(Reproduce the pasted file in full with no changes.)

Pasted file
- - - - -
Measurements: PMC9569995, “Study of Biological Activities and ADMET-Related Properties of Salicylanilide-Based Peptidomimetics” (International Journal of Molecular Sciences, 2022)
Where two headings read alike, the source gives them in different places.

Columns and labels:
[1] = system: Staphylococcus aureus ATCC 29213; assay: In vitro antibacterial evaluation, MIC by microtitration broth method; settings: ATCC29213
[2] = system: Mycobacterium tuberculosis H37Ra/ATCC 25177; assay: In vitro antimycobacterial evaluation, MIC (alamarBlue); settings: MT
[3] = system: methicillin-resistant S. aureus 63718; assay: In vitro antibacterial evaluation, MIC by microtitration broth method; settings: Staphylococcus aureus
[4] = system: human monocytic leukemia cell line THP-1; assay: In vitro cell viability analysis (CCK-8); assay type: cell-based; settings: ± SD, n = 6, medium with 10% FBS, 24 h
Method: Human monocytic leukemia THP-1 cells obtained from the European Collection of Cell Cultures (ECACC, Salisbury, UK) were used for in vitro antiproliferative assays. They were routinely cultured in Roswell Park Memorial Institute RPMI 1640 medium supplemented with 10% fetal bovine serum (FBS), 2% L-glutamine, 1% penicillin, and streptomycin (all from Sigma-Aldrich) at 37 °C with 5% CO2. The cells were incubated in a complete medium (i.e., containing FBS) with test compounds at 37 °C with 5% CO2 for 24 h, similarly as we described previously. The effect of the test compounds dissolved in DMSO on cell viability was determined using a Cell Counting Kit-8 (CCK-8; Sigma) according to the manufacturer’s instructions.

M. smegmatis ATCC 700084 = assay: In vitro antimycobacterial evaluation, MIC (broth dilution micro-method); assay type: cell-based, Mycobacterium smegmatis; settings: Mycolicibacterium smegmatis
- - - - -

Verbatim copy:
Measurements: PMC9569995, “Study of Biological Activities and ADMET-Related Properties of Salicylanilide-Based Peptidomimetics” (International Journal of Molecular Sciences, 2022)
Where two headings read alike, the source gives them in different places.

Columns and labels:
[1] = system: Staphylococcus aureus ATCC 29213; assay: In vitro antibacterial evaluation, MIC by microtitration broth method; settings: ATCC29213
[2] = system: Mycobacterium tuberculosis H37Ra/ATCC 25177; assay: In vitro antimycobacterial evaluation, MIC (alamarBlue); settings: MT
[3] = system: methicillin-resistant S. aureus 63718; assay: In vitro antibacterial evaluation, MIC by microtitration broth method; settings: Staphylococcus aureus
[4] = system: human monocytic leukemia cell line THP-1; assay: In vitro cell viability analysis (CCK-8); assay type: cell-based; settings: ± SD, n = 6, medium with 10% FBS, 24 h
Method: Human monocytic leukemia THP-1 cells obtained from the European Collection of Cell Cultures (ECACC, Salisbury, UK) were used for in vitro antiproliferative assays. They were routinely cultured in Roswell Park Memorial Institute RPMI 1640 medium supplemented with 10% fetal bovine serum (FBS), 2% L-glutamine, 1% penicillin, and streptomycin (all from Sigma-Aldrich) at 37 °C with 5% CO2. The cells were incubated in a complete medium (i.e., containing FBS) with test compounds at 37 °C with 5% CO2 for 24 h, similarly as we described previously. The effect of the test compounds dissolved in DMSO on cell viability was determined using a Cell Counting Kit-8 (CCK-8; Sigma) according to the manufacturer’s instructions.

M. smegmatis ATCC 700084 = assay: In vitro antimycobacterial evaluation, MIC (broth dilution micro-method); assay type: cell-based, Mycobacterium smegmatis; settings: Mycolicibacterium smegmatis